Note: Internal control over financial reporting has inherent limitations. Internal control over financial reporting is a process that involves human diligence and compliance and is subject to lapses in judgment and breakdowns resulting from human failures. Internal control over financial reporting also can be circumvented by collusion or improper management override. Because of such limitations, there is a risk that material misstatements will not be prevented or detected on a timely basis by internal control over financial reporting. However, these inherent limitations are known features of the financial reporting process. Therefore, it is possible to design into the process safeguards to reduce, though not eliminate, this risk.

A6.      Management's assessment is the assessment described in Item 308(a)(3) of Regulations S-B and S-K that is included in management's annual report on internal control over financial reporting. 2/

A7.      A material weakness is a deficiency, or a combination of deficiencies, in internal control over financial reporting, such that there is a reasonable possibility that a material misstatement of the company's annual or interim financial statements will not be prevented or detected on a timely basis.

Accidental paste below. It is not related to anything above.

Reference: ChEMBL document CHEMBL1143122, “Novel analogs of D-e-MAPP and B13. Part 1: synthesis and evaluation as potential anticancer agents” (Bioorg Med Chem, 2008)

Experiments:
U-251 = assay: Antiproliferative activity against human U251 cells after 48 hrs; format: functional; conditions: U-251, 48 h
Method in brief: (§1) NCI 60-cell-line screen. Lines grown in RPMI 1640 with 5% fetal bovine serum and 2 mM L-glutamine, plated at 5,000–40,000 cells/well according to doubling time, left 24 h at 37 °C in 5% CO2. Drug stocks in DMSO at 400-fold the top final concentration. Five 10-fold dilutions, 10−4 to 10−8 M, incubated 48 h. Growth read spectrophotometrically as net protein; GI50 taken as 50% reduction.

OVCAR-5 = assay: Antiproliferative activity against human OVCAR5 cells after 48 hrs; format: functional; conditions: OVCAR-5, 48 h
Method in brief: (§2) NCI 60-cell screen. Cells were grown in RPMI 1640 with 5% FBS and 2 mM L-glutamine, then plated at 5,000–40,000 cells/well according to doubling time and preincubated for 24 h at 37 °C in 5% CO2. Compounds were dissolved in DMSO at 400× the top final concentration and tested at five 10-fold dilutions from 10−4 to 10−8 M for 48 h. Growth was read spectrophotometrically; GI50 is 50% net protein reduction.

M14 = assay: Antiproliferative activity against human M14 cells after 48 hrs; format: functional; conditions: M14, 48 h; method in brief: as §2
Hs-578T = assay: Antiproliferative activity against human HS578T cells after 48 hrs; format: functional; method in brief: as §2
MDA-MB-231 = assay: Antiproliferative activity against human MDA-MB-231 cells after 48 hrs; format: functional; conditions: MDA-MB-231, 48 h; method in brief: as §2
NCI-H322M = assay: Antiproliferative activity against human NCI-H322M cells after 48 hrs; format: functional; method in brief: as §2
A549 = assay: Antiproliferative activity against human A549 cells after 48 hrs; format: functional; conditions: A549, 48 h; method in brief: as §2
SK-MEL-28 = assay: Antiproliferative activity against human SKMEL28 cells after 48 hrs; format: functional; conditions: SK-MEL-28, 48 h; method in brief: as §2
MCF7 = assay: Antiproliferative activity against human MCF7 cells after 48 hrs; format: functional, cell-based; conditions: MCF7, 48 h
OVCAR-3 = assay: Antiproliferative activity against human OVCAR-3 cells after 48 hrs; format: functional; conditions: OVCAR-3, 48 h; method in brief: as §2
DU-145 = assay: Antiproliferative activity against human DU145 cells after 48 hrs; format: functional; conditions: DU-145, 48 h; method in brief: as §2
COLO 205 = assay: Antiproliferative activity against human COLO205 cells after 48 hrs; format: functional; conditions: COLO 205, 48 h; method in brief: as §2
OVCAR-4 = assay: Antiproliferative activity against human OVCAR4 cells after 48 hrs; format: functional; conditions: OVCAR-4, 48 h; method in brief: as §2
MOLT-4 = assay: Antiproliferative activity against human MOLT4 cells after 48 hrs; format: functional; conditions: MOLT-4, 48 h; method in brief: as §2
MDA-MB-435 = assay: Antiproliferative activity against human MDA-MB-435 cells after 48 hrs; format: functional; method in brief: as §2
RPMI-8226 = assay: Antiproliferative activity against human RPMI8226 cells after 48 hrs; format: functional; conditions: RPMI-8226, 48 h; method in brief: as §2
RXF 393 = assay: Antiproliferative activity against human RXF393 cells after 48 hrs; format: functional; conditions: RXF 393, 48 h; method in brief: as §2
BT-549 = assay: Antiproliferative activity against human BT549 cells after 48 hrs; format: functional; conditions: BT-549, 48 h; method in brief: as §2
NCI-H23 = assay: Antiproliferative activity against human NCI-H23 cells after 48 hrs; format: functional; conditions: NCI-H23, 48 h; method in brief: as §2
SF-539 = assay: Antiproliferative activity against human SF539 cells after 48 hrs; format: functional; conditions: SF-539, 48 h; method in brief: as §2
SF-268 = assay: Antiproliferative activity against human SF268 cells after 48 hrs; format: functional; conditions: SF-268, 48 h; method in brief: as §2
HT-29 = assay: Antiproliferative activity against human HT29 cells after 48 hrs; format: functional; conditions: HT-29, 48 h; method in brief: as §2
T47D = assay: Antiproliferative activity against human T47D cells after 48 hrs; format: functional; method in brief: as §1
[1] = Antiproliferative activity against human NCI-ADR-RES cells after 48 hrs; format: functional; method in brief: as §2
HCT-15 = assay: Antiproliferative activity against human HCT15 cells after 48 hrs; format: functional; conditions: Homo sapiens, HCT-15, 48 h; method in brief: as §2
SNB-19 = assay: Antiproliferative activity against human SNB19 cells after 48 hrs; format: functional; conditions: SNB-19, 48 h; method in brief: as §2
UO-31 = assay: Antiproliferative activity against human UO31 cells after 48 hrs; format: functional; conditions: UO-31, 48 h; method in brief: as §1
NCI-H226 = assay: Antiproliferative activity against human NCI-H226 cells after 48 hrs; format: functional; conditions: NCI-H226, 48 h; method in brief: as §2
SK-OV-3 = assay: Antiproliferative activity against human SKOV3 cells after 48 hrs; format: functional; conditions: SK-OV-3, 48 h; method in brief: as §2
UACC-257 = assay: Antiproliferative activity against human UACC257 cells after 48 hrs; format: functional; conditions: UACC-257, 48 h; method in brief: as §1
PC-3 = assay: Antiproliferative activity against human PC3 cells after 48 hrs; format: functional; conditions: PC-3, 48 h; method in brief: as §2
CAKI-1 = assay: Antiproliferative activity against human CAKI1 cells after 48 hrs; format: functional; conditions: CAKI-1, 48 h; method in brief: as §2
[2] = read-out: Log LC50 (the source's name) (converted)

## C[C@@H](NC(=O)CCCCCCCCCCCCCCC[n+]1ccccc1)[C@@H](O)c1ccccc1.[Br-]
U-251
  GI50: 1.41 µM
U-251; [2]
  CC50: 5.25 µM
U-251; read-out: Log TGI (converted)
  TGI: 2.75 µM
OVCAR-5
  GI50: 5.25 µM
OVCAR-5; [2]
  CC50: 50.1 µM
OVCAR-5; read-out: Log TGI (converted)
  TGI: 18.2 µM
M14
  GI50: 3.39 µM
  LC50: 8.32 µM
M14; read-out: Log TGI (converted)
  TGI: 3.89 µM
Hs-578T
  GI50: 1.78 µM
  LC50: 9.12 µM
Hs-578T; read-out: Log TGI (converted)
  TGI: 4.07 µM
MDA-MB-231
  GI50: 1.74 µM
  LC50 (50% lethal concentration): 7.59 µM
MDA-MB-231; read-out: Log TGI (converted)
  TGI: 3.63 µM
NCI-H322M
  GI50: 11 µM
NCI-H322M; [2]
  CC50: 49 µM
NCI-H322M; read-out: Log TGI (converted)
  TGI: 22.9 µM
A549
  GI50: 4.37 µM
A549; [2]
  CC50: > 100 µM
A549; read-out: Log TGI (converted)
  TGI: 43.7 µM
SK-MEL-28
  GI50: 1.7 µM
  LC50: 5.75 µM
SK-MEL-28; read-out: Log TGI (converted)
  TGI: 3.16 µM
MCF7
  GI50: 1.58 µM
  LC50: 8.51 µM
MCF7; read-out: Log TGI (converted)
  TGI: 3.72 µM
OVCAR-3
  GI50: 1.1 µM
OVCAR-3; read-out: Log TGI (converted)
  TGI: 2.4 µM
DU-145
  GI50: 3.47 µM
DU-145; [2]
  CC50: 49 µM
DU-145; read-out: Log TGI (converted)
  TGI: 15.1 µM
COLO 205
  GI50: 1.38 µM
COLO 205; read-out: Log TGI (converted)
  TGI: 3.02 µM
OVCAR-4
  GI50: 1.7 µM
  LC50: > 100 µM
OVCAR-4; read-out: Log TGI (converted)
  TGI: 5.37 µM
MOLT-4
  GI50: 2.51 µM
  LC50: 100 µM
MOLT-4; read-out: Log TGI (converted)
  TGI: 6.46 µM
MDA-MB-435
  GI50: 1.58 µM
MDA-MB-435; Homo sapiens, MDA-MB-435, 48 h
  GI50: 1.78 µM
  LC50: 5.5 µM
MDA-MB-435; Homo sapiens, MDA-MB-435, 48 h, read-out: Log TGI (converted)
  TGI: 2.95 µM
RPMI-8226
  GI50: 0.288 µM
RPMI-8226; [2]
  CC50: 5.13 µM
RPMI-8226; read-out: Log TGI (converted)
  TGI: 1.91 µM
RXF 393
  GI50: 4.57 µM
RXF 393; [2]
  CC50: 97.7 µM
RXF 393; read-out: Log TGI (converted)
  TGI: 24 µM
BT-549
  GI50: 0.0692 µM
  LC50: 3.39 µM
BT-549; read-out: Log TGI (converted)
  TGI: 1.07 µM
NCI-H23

Note: There is a reasonable possibility of an event, as used in this standard,  when the likelihood of the event is either "reasonably possible" or "probable," as those terms are used in Financial Accounting Standards Board Statement No. 5, Accounting for Contingencies ("FAS 5"). 3/

A8.      Controls over financial reporting may be preventive controls or detective controls. Effective internal control over financial reporting often includes a combination of preventive and detective controls.

  • Preventive controls have the objective of preventing errors or fraud that could result in a misstatement of the financial statements from occurring.
  • Detective controls have the objective of detecting errors or fraud that has already occurred that could result in a misstatement of the financial statements.

A9.      A relevant assertion is a financial statement assertion that has a reasonable possibility of containing a misstatement or misstatements that would cause the financial statements to be materially misstated. The determination of whether an assertion is a relevant assertion is based on inherent risk, without regard to the effect of controls.

A10.    An account or disclosure is a significant account or disclosure if there is a reasonable possibility that the account or disclosure could contain a misstatement that, individually or when aggregated with others, has a material effect on the financial statements, considering the risks of both overstatement and understatement. The determination of whether an account or disclosure is significant is based on inherent risk, without regard to the effect of controls.

A11.    A significant deficiency is a deficiency, or a combination of deficiencies, in internal control over financial reporting that is less severe than a material weakness, yet important enough to merit attention by those responsible for oversight of the company's financial reporting.

1/ See Securities Exchange Act Rules 13a-15(f) and 15d-15(f), 17 C.F.R. §§ 240.13a-15(f) and 240.15d-15(f).

2/ See 17 C.F.R.  §§ 228.308(a)(3) and 229.308(a)(3).

3/ See FAS 5, paragraph 3.